Cricket’s critical code
Soon after the Board of Control for Cricket in India conveyed its unwillingness to sign the latest anti-doping code that would put cricket in line with the World Anti Doping Agency’s framework, the International Cricket Council has written to all member boards asking them to maintain status quo, reports Anand Vasu. See graphicsUpdated: Aug 04, 2009, 17:23 IST
Soon after the Board of Control for Cricket in India (BCCI) conveyed its unwillingness to sign the latest anti-doping code that would put cricket in line with the World Anti Doping Agency’s framework, the International Cricket Council (ICC) has written to all member boards asking them to maintain status quo.
Even though the Indian Board made it clear that its players would not file “whereabouts information”, as required under the ICC code, the ICC has instructed the other boards to continue filing details as they have done so far.
“I have no doubt that you will have seen in recent media reports that the ICC met with the BCCI on Monday to discuss the International Registered Testing Pool (IRTP) and that the BCCI working committee has decided that the Indian players will not file the whereabouts information required under the ICC Code,” the ICC wrote in its letter to all boards.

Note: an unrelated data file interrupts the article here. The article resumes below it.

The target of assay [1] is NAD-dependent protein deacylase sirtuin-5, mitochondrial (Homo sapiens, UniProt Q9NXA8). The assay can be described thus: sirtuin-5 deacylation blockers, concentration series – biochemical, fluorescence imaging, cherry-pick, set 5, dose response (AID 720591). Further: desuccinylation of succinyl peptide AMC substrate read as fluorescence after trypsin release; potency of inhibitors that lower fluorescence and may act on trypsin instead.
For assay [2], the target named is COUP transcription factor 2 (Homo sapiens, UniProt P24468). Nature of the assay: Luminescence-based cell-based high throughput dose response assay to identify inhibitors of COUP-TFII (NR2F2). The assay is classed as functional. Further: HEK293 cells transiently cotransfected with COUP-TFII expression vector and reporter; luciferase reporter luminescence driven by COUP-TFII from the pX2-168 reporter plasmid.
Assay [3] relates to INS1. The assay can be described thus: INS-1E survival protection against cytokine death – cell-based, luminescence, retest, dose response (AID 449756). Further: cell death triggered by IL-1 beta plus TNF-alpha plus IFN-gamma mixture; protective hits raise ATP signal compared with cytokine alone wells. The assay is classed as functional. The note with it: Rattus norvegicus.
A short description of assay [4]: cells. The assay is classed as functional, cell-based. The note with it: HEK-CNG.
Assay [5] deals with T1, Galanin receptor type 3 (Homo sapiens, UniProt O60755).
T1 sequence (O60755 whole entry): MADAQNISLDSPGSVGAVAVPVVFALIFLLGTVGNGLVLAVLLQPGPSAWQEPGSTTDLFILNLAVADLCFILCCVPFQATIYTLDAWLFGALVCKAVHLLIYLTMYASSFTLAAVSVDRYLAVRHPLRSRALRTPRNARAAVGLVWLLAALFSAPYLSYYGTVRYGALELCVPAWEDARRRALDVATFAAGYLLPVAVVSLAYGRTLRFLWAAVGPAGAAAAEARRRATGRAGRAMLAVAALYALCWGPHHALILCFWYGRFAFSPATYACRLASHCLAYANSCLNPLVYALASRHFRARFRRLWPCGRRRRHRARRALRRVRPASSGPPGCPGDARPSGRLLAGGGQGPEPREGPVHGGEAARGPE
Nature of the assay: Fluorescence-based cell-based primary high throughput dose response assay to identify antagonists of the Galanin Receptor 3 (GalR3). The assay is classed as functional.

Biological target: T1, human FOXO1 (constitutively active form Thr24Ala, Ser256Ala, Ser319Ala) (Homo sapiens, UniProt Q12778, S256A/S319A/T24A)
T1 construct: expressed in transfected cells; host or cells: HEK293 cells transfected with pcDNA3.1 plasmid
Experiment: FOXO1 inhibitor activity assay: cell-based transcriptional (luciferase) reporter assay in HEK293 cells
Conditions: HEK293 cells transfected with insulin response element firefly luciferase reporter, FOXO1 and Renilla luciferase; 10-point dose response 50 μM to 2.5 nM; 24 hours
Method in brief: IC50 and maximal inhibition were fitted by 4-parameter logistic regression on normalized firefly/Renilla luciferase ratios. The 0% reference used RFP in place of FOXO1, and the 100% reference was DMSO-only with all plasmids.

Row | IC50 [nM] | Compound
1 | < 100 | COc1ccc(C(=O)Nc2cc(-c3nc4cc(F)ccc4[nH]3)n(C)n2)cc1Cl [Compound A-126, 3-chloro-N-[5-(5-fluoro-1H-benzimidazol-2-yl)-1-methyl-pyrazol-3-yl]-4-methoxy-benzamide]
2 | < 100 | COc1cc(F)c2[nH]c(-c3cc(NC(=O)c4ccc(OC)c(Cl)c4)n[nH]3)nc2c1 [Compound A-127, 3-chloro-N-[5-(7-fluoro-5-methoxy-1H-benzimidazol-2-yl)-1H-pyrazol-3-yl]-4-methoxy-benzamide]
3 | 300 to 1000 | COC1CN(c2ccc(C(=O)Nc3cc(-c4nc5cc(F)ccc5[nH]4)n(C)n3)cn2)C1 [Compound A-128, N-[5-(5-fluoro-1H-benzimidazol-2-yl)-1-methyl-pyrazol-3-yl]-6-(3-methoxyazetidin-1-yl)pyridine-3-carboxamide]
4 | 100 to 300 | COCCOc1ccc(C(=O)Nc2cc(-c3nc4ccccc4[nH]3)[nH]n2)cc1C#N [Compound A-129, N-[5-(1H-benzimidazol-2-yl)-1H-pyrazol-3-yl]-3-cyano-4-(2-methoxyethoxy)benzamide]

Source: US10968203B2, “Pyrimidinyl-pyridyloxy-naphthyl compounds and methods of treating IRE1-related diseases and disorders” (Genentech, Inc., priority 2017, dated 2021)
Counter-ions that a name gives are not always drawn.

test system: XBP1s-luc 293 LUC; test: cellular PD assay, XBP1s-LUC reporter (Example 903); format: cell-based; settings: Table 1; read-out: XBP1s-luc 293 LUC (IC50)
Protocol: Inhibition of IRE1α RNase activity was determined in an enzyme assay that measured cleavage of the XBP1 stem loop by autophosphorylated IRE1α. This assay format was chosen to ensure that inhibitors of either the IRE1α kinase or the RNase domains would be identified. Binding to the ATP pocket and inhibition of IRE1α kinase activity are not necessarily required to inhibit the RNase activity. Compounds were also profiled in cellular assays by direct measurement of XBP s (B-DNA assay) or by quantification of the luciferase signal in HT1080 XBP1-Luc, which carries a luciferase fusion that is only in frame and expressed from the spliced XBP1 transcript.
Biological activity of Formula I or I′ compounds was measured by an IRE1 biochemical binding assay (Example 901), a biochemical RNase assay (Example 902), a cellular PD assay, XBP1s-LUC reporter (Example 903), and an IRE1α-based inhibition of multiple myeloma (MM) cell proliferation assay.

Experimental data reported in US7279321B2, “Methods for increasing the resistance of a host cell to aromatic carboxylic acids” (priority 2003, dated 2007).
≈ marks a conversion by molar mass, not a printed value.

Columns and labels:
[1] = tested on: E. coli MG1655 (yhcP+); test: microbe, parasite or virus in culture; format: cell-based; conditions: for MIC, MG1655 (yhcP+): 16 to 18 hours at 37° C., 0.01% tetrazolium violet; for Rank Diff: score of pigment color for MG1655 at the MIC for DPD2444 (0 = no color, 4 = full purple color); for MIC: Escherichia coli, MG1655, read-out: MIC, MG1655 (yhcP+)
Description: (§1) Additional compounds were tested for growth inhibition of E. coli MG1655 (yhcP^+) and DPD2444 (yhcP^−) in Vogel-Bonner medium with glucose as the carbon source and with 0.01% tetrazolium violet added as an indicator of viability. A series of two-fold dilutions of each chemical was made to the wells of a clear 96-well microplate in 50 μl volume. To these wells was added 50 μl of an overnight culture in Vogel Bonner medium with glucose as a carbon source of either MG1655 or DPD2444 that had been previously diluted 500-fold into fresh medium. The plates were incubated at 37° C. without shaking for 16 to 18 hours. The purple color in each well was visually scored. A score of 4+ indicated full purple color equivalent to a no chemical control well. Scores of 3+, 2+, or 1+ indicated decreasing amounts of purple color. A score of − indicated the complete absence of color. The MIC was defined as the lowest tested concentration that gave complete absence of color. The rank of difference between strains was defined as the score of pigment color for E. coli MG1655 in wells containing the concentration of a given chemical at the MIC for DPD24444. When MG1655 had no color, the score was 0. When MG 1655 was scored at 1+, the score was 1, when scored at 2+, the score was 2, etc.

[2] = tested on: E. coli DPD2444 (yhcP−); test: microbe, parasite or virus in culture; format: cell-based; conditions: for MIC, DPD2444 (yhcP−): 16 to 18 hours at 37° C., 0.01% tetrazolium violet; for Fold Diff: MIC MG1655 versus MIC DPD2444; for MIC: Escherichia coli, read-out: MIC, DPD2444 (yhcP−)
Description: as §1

The letter also contained no reference to the ICC penalising either the BCCI or its players. It does, however, state emphatically that the way forward was for the issue to “be referred to the ICC Board for consideration”.
While the letter does not specify a timeframe within which the matter would be taken up by the executive board, it stressed the need for the new system to be kept in place till the matter was decided. Member boards were told that “pending consideration of this issue by the ICC Board, the current system remains in place and cricketers in the IRTP should continue to file their whereabouts until further notice”.
This is sure to cause serious heartburn among other cricket playing nations as they have all signed the new code and are filing “whereabouts information”, albeit with serious reservations. One of the reasons the other countries signed was the advice of the Federation of Cricket Associations (FICA). FICA president Tim May has already stated strongly that he was not in favour of any special allowances being made to India, which incidentally doesn’t recognise FICA. “If Indian players do not have to comply with the whereabouts provision or don’t suffer penalties for not filing such information, we will certainly be ensuring that ICC lifts this obligation from the rest of the teams,” May had said. “The ICC will either have to cite the Indian players for filing failures or relieve all other players from the need to comply with this regulation,” he said.
The ICC has not specified when its executive board would meet but the next scheduled meeting is set to take place in October. However, there is a chance that the ICC will expedite the matter after Haroon Lorgat, the chief executive, and David Morgan, the president decide on the way forward.